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Convenience stores sue to be able to sell cold beer

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The Indiana Petroleum Marketers and Convenience Store Association has filed a complaint in federal court challenging the law governing the sale of cold beer. Convenience stores, pharmacies and groceries are unable to sell cold beer under current law.

Indiana is the only state that regulates beer sales based on temperature, I.C. 7.1-5-10-11. The law was enacted in 1941 and only affects businesses that hold a beer dealer’s permit.

The association and three of its members – Ricker’s, Thorntons and Freedom Express – claim the law violates the equal protection clause of the U.S. Constitution by restricting convenience, grocery and pharmacy stores to selling beer only at room temperature.

The plaintiffs argue that the current law causes the IPCA member stores to lose a “significant amount of revenue,” including from the sale of craft beer, which often must be kept cold for quality control purposes.

“There is no logic with the current law that gives one class of retailer an exclusive right to sell cold beer,” said IPCA Executive Director Scot Imus. “Indiana’s alcohol laws have not always favored one retailer over another and, in fact, it was just in the last 50 years that liquor stores were granted the privilege of selling cold beer.”

The plaintiffs claim the law is confusing to customers and that the statutes and regulations have evolved into an “irrational and discriminatory regulatory regime that prevents certain retail permit holders – such as grocery and convenience stores – from selling refrigerated beer, while allowing the sales at package liquor stores,” according to the complaint.

The lawsuit contends that between 2007 and 2012, Indiana package liquor stores were 138 percent more likely to violate Indiana liquor laws than were licensed grocery stores (including convenience stores) and pharmacies. Bars and restaurants were 1,376 percent more likely to violate Indiana liquor law than grocery stores or pharmacies over that same time period.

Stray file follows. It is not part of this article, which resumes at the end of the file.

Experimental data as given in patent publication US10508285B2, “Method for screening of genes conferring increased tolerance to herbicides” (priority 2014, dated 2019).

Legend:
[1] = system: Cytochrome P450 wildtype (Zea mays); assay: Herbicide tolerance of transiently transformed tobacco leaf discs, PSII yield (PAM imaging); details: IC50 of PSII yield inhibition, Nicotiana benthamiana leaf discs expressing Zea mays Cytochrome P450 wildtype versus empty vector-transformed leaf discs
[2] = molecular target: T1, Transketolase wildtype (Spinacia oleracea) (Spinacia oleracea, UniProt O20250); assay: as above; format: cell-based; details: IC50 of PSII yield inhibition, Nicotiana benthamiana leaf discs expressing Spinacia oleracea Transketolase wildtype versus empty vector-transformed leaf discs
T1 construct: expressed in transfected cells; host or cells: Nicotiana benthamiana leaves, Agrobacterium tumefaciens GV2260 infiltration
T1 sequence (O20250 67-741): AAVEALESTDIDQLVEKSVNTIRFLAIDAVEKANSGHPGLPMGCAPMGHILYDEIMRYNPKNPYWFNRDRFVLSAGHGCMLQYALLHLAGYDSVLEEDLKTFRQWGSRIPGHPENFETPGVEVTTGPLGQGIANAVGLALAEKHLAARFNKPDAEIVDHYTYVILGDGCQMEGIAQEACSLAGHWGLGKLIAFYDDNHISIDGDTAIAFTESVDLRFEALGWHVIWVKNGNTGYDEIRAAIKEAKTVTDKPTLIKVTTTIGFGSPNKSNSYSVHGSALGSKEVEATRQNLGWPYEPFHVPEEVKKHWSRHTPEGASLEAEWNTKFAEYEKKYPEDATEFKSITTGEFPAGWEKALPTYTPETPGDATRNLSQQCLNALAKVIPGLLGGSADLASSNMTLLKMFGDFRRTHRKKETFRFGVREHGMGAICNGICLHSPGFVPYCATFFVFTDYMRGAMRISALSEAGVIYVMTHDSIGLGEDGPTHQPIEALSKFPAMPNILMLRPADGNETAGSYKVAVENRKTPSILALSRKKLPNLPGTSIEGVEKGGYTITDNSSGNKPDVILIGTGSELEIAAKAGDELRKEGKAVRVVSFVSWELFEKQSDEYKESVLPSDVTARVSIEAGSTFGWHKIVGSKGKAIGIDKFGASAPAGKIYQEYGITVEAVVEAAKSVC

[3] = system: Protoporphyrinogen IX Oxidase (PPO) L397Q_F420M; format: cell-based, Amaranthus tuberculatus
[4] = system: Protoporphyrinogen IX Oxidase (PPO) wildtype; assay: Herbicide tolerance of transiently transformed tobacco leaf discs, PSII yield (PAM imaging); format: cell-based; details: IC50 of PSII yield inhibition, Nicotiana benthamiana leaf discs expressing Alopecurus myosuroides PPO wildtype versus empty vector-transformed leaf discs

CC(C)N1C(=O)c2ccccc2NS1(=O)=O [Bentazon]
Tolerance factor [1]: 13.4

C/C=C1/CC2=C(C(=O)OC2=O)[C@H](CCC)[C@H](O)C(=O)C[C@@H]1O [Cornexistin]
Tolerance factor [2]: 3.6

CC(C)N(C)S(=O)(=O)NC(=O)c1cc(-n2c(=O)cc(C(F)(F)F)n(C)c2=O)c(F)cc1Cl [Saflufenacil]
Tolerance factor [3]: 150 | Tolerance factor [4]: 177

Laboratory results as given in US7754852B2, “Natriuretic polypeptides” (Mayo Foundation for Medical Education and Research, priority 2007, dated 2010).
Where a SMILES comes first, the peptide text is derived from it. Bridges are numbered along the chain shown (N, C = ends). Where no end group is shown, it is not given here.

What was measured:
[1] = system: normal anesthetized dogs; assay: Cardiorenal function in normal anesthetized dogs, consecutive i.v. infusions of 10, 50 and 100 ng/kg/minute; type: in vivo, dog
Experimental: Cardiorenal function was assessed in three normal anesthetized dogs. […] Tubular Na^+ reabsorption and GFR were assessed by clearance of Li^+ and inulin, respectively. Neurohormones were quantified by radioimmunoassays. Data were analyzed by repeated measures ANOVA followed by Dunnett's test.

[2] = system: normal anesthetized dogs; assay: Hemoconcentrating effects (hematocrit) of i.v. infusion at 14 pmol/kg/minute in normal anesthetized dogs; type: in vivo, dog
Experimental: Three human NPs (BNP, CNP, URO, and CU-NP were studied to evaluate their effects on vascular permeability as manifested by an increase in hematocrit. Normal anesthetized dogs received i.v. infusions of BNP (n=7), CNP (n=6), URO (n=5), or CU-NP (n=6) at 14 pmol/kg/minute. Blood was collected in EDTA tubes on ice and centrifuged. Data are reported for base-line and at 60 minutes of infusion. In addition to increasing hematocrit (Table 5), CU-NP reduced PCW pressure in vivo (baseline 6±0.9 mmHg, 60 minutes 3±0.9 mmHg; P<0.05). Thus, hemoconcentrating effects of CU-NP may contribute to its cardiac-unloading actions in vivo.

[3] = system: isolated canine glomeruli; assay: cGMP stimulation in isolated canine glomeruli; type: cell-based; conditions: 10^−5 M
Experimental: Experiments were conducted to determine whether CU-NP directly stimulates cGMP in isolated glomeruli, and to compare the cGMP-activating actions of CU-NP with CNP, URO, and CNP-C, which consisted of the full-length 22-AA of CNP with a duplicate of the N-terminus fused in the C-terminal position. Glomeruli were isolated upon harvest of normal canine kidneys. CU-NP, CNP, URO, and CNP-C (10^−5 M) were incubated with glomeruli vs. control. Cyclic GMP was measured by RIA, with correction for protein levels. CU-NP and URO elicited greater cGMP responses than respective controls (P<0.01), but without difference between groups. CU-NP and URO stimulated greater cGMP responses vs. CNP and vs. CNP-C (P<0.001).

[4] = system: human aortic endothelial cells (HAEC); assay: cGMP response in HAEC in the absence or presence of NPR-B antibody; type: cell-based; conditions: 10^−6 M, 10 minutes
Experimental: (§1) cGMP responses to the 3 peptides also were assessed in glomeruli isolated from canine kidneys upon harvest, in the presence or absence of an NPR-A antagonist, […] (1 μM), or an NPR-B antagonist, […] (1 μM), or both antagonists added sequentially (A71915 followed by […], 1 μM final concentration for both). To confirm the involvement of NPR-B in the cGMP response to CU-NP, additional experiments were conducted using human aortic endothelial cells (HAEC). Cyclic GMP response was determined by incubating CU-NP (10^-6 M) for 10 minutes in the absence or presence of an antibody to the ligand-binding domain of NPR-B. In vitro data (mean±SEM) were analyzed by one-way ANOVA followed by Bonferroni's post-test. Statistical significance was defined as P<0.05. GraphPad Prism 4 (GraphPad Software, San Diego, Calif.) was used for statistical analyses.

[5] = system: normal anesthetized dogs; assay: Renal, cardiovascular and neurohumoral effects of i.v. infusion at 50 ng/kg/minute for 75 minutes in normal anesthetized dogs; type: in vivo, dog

The case, Indiana Petroleum Marketers and Convenience Store Association, et al. v. Alex Huskey, in his official capacity as chairman of the Indiana Alcohol and Tobacco Commission, et al., 1:13-CV-784., was filed Tuesday morning in the Southern District of Indiana, Indianapolis Division.

Legislation was introduced in the Senate during the 2013 legislative session, but did not pass, that would have allowed the holder of a beer dealer’s permit issued to a grocery story or drug store to sell and deliver cold beer made by an Indiana microbrewery.

IPAC is a nonprofit trade association of more than 250 primarily small- and medium-sized, family-owned businesses that operate convenience stores and supply petroleum throughout Indiana. IPAC is represented by attorneys John Maley and Mark Crandley of Barnes & Thornburg LLP.

 

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  1. Employers should not have racially discriminating mind set. It has huge impact on the society what the big players do or don't do in the industry. Background check is conducted just to verify whether information provided by the prospective employee is correct or not. It doesn't have any direct combination with the rejection of the employees. If there is rejection, there should be something effective and full-proof things on the table that may keep the company or the people associated with it in jeopardy.

  2. Unlike the federal judge who refused to protect me, the Virginia State Bar gave me a hearing. After the hearing, the Virginia State Bar refused to discipline me. VSB said that attacking me with the court ADA coordinator had, " all the grace and charm of a drive-by shooting." One does wonder why the VSB was able to have a hearing and come to that conclusion, but the federal judge in Indiana slammed the door of the courthouse in my face.

  3. I agree. My husband has almost the exact same situation. Age states and all.

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  5. Andrew, if what you report is true, then it certainly is newsworthy. If what you report is false, then it certainly is newsworthy. Any journalists reading along??? And that same Coordinator blew me up real good as well, even destroying evidence to get the ordered wetwork done. There is a story here, if any have the moxie to go for it. Search ADA here for just some of my experiences with the court's junk yard dog. https://www.scribd.com/document/299040062/Brown-ind-Bar-memo-Pet-cert Yep, drive by shootings. The lawyers of the Old Dominion got that right. Career executions lacking any real semblance of due process. It is the ISC way ... under the bad shepard's leadership ... and a compliant, silent, boot-licking fifth estate.

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